|Photographer / Copyright: Derek Everson|
Images should not be reused without permission.
Date added to site:24/08/18
|Details: The last photo for today is another cross-over from LTSV Wagons. It may not be immediately apparent but these rusty yellow ballast wagons seen at Eastleigh Works in Hampshire on 24th April 2018 belong to London Underground. Numbered 288 (right) and 268 (left), they were originally prefixed SB and were part of a fleet of 60 acquired from BR in 1995. Overhauled at ABB Crewe, they had their vacuum brakes changed to air brakes, control wiring and corner footsteps fitted and end spill plates removed. Since that time, the dropside doors (three on each side) have been modified or replaced (now featuring a lot of diagonal bracing), the footsteps have been removed and the underframe trussing reinforced. The reason for their being at Eastleigh is not currently known, although I am aware of plans to replace these wagons with a new build in the near future.|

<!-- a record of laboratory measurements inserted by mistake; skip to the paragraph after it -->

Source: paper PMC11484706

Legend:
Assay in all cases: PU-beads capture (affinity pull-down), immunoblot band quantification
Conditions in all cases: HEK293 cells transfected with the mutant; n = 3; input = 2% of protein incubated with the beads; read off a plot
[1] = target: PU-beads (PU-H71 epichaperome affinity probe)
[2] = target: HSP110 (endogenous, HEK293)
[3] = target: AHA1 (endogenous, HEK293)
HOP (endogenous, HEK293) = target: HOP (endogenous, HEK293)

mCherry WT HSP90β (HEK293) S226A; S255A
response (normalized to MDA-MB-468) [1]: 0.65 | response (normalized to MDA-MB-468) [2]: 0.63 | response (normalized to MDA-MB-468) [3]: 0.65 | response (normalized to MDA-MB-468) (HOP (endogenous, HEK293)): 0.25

But wait, there's more. In BR service these wagons were coded 'Turbot' and were used to carry ballast and spoil in connection with engineering work. But the underframes of the wagons were actually rather older, having been built at Ashford in 1961 as 'Bogie Bolster E' steel-carrying wagons. This type proved impractically short for that role so almost 1000 were rebuilt as ballast wagons during the 1980s. SB268 started life as B924167, becoming Turbot DB978408 upon conversion at BR Shildon in about 1983. SB288 was originally B924114, rebuilt as DB978892 at BR Swindon in about 1985.
But wait, there is more! The green carriages in the background are preserved former BR diesel multiple units which also have a tenuous connection with LUL. Several cars have been at Eastleigh having a protracted overhaul for use on a new service connecting the Swanage heritage railway with the national network at Wareham. This service was trialled in summer 2017 using hired diesel locos and LUL's 4-TC push-pull set of carriages. The 4-TC, like the Turbots, was bought by LUL from BR and, coincidentally, also had two 'lives' before this, having been built as loco-hauled coaches in the 1950s then converted into a push-pull set in the late 1960s in connection with the Bournemouth line electrification.
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